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SNAP (Food Stamp) soft drinks....


Martin Fisher
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"...the No. 1 purchases by SNAP households are soft drinks..."

 

Lots of money wasted on fizzy sugar water. O.o

~Martin :)

I just don't want to look back and think "I could have eaten that."

Unsupervised, rebellious, radical agrarian experimenter, minimalist penny-pincher, and adventurous cook. Crotchety, cantankerous, terse curmudgeon, non-conformist, and contrarian who questions everything!

The best thing about a vegetable garden is all the meat you can hunt and trap out of it!

 

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35 minutes ago, DiggingDogFarm said:

"...the No. 1 purchases by SNAP households are soft drinks..."

 

Lots of money wasted on fizzy sugar water. O.o

But...

"The report compared SNAP households and non-SNAP households. While those who used food stamps bought slightly more junk food and fewer vegetables, both SNAP and non-SNAP households bought ample amounts of sweetened drinks, candy, ice cream and potato chips. Among non-SNAP households, for example, soft drinks ranked second on the list of food purchases, behind milk."

 

 

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Anna Nielsen aka "Anna N"

...I just let people know about something I made for supper that they might enjoy, too. That's all it is. (Nigel Slater)

"Cooking is about doing the best with what you have . . . and succeeding." John Thorne

Our 2012 (Kerry Beal and me) Blog

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5 minutes ago, Anna N said:

But...

"The report compared SNAP households and non-SNAP households. While those who used food stamps bought slightly more junk food and fewer vegetables, both SNAP and non-SNAP households bought ample amounts of sweetened drinks, candy, ice cream and potato chips. Among non-SNAP households, for example, soft drinks ranked second on the list of food purchases, behind milk."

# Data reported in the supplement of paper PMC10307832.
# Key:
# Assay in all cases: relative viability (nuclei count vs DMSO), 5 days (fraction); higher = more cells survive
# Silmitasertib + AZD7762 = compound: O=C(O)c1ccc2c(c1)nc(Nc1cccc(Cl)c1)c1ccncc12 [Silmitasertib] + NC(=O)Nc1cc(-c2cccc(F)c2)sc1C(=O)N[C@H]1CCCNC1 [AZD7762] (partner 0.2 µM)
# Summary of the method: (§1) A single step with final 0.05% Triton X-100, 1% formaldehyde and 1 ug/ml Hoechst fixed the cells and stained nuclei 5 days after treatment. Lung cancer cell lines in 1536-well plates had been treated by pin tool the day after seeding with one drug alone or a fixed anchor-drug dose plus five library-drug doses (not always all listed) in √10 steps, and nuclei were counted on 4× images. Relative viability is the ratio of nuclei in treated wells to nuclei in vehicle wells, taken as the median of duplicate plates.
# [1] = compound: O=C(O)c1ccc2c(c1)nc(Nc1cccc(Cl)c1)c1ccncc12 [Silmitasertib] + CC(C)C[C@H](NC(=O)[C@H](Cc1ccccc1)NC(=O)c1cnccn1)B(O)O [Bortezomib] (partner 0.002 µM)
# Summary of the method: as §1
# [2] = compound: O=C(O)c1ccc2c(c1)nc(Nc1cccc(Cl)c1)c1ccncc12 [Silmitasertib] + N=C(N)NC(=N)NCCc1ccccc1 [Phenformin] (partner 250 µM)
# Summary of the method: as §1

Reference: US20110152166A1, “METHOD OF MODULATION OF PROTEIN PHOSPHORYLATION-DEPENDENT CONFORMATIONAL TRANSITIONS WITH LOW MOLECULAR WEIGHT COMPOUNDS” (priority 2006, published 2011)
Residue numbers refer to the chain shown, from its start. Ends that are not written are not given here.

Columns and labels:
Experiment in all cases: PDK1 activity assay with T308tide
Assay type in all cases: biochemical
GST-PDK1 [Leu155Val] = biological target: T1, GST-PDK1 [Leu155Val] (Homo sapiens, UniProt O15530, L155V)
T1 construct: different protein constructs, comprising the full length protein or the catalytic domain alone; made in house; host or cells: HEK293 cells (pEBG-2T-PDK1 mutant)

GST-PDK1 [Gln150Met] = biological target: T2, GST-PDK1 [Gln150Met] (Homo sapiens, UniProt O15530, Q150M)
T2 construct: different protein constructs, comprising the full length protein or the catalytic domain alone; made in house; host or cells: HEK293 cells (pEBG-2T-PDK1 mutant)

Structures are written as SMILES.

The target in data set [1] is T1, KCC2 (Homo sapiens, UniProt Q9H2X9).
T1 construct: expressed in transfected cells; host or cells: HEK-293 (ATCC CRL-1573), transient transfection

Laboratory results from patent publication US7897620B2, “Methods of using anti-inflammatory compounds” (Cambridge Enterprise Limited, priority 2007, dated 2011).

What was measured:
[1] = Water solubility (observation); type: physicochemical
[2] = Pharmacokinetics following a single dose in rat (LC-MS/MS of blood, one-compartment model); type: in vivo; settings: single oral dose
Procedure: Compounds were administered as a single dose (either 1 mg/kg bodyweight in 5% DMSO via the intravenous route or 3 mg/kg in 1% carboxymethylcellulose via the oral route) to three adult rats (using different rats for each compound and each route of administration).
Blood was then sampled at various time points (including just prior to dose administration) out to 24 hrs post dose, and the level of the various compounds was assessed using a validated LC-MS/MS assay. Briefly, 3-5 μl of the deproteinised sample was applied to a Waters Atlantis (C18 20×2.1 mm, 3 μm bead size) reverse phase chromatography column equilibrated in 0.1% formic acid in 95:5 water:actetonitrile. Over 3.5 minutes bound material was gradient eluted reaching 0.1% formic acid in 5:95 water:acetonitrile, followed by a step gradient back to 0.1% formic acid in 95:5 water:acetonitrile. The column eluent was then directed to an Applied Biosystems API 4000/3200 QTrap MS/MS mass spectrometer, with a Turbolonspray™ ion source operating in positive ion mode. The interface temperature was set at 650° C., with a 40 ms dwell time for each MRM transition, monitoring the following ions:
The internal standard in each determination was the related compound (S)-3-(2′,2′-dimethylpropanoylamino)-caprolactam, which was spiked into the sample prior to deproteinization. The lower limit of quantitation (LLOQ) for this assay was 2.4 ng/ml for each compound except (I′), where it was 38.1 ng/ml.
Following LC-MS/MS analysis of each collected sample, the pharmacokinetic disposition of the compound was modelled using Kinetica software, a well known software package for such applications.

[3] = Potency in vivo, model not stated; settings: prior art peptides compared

Yes, but the stated purpose of, SNAP, the Supplemental NUTRITION Assistance Program is just as it's titled.

Money (from a limited fund) is being spent on items that are junk.

 

 

~Martin :)

I just don't want to look back and think "I could have eaten that."

Unsupervised, rebellious, radical agrarian experimenter, minimalist penny-pincher, and adventurous cook. Crotchety, cantankerous, terse curmudgeon, non-conformist, and contrarian who questions everything!

The best thing about a vegetable garden is all the meat you can hunt and trap out of it!

 

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Hey, I buy soft drinks for medicinal purposes. (One of my meds upsets my stomach - slightly de-fizzed ginger ale helps a ton. Ginger tea has too much bite for me.)

 

ETA: Given the calorie content of most junk food, technically it is also nutrition. Just not very good. But I knew kids in high school who would have a can of soda for breakfast because there wasn't anything at home to have for breakfast and soda keeps. Then the school district started doing breakfasts at the school.

Edited by quiet1 (log)
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1 minute ago, DiggingDogFarm said:

 

Yes, but the stated purpose of, SNAP, the Supplemental NUTRITION Assistance Program is just as it's titled.

Money (from a limited fund) is being spent on items that are junk.

 

 

I think it quite unrealistic to expect that people who require assistance in the form of food stamps or equivalent will have entirely different shopping habits than those in a similar situation who are not receiving assistance.  

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Anna Nielsen aka "Anna N"

...I just let people know about something I made for supper that they might enjoy, too. That's all it is. (Nigel Slater)

"Cooking is about doing the best with what you have . . . and succeeding." John Thorne

Our 2012 (Kerry Beal and me) Blog

My 2004 eG Blog

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25 minutes ago, Anna N said:

...  slightly more junk food and fewer vegetables ...

 

 

 

An article I read maybe a year ago, written by someone who grew up in a household dependent on government programs, noted that fresh foods were low on the list because they did most all of their purchasing for the month in one trip and food stuffs that were non-perishable were their mainstay.

 

7 minutes ago, Anna N said:

I think it quite unrealistic to expect that people who require assistance in the form of food stamps or equivalent will have entirely different shopping habits than those in a similar situation who are not receiving assistance.  

 

As much as one would hope otherwise for more "healthy" nutritional choices I do agree with you, Anna.

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Porthos Potwatcher
The Once and Future Cook

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54 minutes ago, Anna N said:

I think it quite unrealistic to expect that people who require assistance in the form of food stamps or equivalent will have entirely different shopping habits than those in a similar situation who are not receiving assistance.